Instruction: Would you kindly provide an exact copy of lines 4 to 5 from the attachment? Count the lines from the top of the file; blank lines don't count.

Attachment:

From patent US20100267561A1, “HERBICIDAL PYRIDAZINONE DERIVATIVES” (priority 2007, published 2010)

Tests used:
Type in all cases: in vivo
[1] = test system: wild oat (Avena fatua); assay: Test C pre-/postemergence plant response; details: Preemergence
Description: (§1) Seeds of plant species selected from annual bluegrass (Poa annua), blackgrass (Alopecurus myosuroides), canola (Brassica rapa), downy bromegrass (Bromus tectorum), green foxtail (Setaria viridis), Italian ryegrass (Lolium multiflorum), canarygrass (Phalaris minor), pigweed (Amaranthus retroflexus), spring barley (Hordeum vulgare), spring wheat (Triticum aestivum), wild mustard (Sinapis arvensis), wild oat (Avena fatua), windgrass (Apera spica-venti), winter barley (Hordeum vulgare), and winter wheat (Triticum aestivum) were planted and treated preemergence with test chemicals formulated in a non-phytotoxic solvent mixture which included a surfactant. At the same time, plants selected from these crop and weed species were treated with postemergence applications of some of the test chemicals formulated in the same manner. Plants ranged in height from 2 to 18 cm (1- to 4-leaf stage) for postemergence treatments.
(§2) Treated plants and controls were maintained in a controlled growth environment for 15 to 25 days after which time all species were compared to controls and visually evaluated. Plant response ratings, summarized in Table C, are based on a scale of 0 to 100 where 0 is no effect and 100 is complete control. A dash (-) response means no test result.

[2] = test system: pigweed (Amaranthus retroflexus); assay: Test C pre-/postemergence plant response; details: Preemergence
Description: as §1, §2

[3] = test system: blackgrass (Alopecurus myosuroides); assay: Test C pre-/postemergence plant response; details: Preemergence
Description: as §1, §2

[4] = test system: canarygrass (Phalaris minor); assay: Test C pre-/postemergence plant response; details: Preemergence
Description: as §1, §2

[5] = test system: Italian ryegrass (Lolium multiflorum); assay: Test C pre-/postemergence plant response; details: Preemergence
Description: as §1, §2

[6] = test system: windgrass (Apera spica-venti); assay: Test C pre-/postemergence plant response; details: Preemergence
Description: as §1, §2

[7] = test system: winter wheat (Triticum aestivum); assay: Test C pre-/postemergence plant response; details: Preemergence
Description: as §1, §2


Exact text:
[1] = test system: wild oat (Avena fatua); assay: Test C pre-/postemergence plant response; details: Preemergence
Description: (§1) Seeds of plant species selected from annual bluegrass (Poa annua), blackgrass (Alopecurus myosuroides), canola (Brassica rapa), downy bromegrass (Bromus tectorum), green foxtail (Setaria viridis), Italian ryegrass (Lolium multiflorum), canarygrass (Phalaris minor), pigweed (Amaranthus retroflexus), spring barley (Hordeum vulgare), spring wheat (Triticum aestivum), wild mustard (Sinapis arvensis), wild oat (Avena fatua), windgrass (Apera spica-venti), winter barley (Hordeum vulgare), and winter wheat (Triticum aestivum) were planted and treated preemergence with test chemicals formulated in a non-phytotoxic solvent mixture which included a surfactant. At the same time, plants selected from these crop and weed species were treated with postemergence applications of some of the test chemicals formulated in the same manner. Plants ranged in height from 2 to 18 cm (1- to 4-leaf stage) for postemergence treatments.